FilmLeadershipStorytelling

Three Surprising Leadership Lessons From The Princess Bride

By April 5, 2020 No Comments

The Princess Bride is a fantasy film, and like all good fairy tales it is full of moral lessons and life guidance. Many of these are still relevant, and easily accessible for those that are not familiar with the story. 

It was written by Academy Award winning master storyteller William Goldman in 1973, and later made in to a beloved film by Rob Reiner in 1987.

It is full of powerful throw away lines.

“Life is pain, your highness. Anyone who says differently is selling something”

“People in masks cannot be trusted”

Others can be deeper in their meaning, and about the importance of effective communication. 

“That day, she was amazed to discover that when he was saying “As you wish”, what he meant was, “I love you””

Perhaps the most referenced character is Inigo Montoya who has practiced sword play all his life in preparation for the moment he finally faces the man who killed his father. 

It is through Inigo that we can learn three important leadership lessons. 

1. Give Your Life Meaning

One of the most important books on our purpose is the 1946 book Man’s Search for Meaning by Viktor Frankl. He was an inmate of several concentration camps during the Second World War, and realized that we could withstand the harshest of conditions if our life has meaning

This meaning can impact how we interact with our environment and others, how we choose to respond to any given situation, and in some way adding value to the world through creativity and self expression. 

Those who have a ‘why’ to live, can bear with almost any ‘how’.

Author and consultant Simon Sinek has written and spoken about the importance and impact of our why.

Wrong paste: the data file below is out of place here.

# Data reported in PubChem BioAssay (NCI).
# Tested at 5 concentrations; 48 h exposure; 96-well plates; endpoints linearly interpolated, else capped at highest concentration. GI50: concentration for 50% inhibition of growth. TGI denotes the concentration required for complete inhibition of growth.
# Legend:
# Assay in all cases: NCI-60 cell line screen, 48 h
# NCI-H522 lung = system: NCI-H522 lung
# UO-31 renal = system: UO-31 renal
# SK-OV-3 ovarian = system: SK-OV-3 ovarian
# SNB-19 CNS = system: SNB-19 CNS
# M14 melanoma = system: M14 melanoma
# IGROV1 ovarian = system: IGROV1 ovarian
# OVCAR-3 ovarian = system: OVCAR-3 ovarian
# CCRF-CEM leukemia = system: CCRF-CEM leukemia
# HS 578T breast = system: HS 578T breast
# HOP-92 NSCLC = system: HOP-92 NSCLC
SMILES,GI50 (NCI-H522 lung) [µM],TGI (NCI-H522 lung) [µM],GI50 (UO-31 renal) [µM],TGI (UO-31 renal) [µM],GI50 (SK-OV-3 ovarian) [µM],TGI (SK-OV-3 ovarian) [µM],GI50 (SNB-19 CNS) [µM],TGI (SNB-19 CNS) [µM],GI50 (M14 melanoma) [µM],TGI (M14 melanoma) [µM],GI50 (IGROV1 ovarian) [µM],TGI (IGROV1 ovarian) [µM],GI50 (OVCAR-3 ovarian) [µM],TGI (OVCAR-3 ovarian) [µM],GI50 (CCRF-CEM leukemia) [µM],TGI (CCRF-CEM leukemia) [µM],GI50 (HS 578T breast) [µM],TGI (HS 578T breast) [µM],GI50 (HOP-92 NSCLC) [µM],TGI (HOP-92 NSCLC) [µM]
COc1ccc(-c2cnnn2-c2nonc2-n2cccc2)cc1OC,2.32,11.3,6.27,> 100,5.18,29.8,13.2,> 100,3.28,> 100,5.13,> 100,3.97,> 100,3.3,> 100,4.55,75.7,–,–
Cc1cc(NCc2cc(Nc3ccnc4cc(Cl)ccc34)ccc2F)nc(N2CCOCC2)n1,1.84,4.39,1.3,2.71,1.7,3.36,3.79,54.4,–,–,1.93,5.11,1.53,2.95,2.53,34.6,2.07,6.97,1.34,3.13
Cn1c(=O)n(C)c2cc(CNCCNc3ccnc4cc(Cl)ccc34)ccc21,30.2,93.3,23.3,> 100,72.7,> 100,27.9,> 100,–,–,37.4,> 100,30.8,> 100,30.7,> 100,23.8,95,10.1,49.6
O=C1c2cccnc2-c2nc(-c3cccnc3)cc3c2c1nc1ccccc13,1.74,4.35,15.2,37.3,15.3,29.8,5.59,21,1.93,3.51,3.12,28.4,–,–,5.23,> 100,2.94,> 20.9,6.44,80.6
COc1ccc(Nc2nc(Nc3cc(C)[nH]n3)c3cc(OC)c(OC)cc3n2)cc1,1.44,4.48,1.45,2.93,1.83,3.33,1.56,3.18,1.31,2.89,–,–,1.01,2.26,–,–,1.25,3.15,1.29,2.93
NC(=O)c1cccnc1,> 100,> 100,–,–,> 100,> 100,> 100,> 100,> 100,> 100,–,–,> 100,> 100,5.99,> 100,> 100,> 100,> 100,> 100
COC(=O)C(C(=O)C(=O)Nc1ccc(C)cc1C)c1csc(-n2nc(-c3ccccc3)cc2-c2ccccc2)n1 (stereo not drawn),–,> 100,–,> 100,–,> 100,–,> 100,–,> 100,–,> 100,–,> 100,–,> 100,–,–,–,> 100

If we want to feel an undying passion for our work, if we want to feel we are contributing to something bigger than ourselves, we all need to know our WHY

This can have a dramatic impact on those around us, our employees, and our customers or clients. The why gives our quest meaning, it gives it a story, and it engages those that hear it. 

Inigo’s why is revenge. Not the greatest of motivations, but this is a fairy tale after all.

2. Learn From Past Mistakes By Developing Skills For Tomorrow

When his father was slaughtered Inigo challenged the killer to a duel. He was eleven years old, and lost. He dedicated his life to the study of sword play so the next time they meet he would be victorious. He did not allow that failure to create a feeling of learned helplessness, but as a motivator to learn the skills he will require in the future to fulfill his dream. 

As leadership author Kevin Kruse often says, “dig the well before you are thirsty”

The revenge could have eaten him up, but just as his father was passionate about sword making, Inigo seems to have uncovered a passion and respect for swordplay. His “Why” may have started as a negative motivator, but it evolved in to a creative passion for the art. He seeks a challenge, a raising of the difficulty level because he is an eternal learner. 

He even duels the Dread Pirate Roberts with his left hand (he is right handed) because he knows the importance of learning through adversity.

3. The Importance Of Vulnerability. 

The third and most important lesson is about making a human connection. When Inigo first meets The Dread Pirate Roberts the first thing of substance that he shares is his origin story. These are two men that are about to fight to the death, a time where bravado and intimidation would perhaps seem more fitting. Inigo takes a different approach and shares his most painful memory.

He speaks of how a six finger man hired his father to make a sword for him. He agreed, and spent a year creating it, but the six fingered man only offered one tenth of the promised price. When his father refused, he was slashed through the heart. 

Ingo was eleven years old, and challenged the murderer to a duel. He lost, but was left alive, with a scar on his face. 

Inigo and the Dread Pirate Roberts fight, but not to the death, and later on they team up together. 

There is mutual admiration here of course. But I suspect the warmth and bond the men have is because of that moment. 

The sharing of a painful memory, a vulnerability.

It takes courage to do this, as well as compassion and curiosity.

But it is a path to great leadership that few will take. 

Will you?

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